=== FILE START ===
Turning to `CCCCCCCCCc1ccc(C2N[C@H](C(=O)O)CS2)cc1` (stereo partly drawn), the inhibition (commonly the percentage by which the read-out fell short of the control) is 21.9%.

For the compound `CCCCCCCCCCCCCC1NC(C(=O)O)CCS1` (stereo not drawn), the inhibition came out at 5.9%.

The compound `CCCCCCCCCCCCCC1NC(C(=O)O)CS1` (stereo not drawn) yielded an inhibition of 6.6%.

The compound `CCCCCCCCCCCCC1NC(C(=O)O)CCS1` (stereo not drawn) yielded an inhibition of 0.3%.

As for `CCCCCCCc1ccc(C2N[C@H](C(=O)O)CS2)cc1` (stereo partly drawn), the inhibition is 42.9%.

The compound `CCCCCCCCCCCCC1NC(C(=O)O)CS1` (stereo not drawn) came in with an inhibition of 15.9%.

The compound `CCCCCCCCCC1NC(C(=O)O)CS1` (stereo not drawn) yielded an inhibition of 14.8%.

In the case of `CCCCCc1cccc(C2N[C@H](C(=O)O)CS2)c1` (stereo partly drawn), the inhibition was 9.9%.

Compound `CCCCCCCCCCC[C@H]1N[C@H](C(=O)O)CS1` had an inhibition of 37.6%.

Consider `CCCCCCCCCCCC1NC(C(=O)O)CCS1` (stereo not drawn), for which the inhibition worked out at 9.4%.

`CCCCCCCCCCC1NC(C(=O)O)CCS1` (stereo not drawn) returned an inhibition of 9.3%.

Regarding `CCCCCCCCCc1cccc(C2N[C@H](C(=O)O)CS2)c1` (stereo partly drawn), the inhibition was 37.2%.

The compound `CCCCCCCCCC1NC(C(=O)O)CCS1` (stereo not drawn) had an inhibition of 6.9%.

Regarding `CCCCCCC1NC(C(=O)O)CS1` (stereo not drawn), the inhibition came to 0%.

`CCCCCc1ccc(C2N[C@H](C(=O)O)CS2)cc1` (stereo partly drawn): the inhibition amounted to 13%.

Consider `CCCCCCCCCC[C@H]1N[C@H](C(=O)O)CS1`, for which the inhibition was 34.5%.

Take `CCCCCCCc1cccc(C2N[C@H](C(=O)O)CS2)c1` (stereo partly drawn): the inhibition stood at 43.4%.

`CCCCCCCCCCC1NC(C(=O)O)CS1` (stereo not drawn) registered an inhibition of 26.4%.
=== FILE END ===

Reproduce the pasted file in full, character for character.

Turning to `CCCCCCCCCc1ccc(C2N[C@H](C(=O)O)CS2)cc1` (stereo partly drawn), the inhibition (commonly the percentage by which the read-out fell short of the control) is 21.9%.

For the compound `CCCCCCCCCCCCCC1NC(C(=O)O)CCS1` (stereo not drawn), the inhibition came out at 5.9%.

The compound `CCCCCCCCCCCCCC1NC(C(=O)O)CS1` (stereo not drawn) yielded an inhibition of 6.6%.

The compound `CCCCCCCCCCCCC1NC(C(=O)O)CCS1` (stereo not drawn) yielded an inhibition of 0.3%.

As for `CCCCCCCc1ccc(C2N[C@H](C(=O)O)CS2)cc1` (stereo partly drawn), the inhibition is 42.9%.

The compound `CCCCCCCCCCCCC1NC(C(=O)O)CS1` (stereo not drawn) came in with an inhibition of 15.9%.

The compound `CCCCCCCCCC1NC(C(=O)O)CS1` (stereo not drawn) yielded an inhibition of 14.8%.

In the case of `CCCCCc1cccc(C2N[C@H](C(=O)O)CS2)c1` (stereo partly drawn), the inhibition was 9.9%.

Compound `CCCCCCCCCCC[C@H]1N[C@H](C(=O)O)CS1` had an inhibition of 37.6%.

Consider `CCCCCCCCCCCC1NC(C(=O)O)CCS1` (stereo not drawn), for which the inhibition worked out at 9.4%.

`CCCCCCCCCCC1NC(C(=O)O)CCS1` (stereo not drawn) returned an inhibition of 9.3%.

Regarding `CCCCCCCCCc1cccc(C2N[C@H](C(=O)O)CS2)c1` (stereo partly drawn), the inhibition was 37.2%.

The compound `CCCCCCCCCC1NC(C(=O)O)CCS1` (stereo not drawn) had an inhibition of 6.9%.

Regarding `CCCCCCC1NC(C(=O)O)CS1` (stereo not drawn), the inhibition came to 0%.

`CCCCCc1ccc(C2N[C@H](C(=O)O)CS2)cc1` (stereo partly drawn): the inhibition amounted to 13%.

Consider `CCCCCCCCCC[C@H]1N[C@H](C(=O)O)CS1`, for which the inhibition was 34.5%.

Take `CCCCCCCc1cccc(C2N[C@H](C(=O)O)CS2)c1` (stereo partly drawn): the inhibition stood at 43.4%.

`CCCCCCCCCCC1NC(C(=O)O)CS1` (stereo not drawn) registered an inhibition of 26.4%.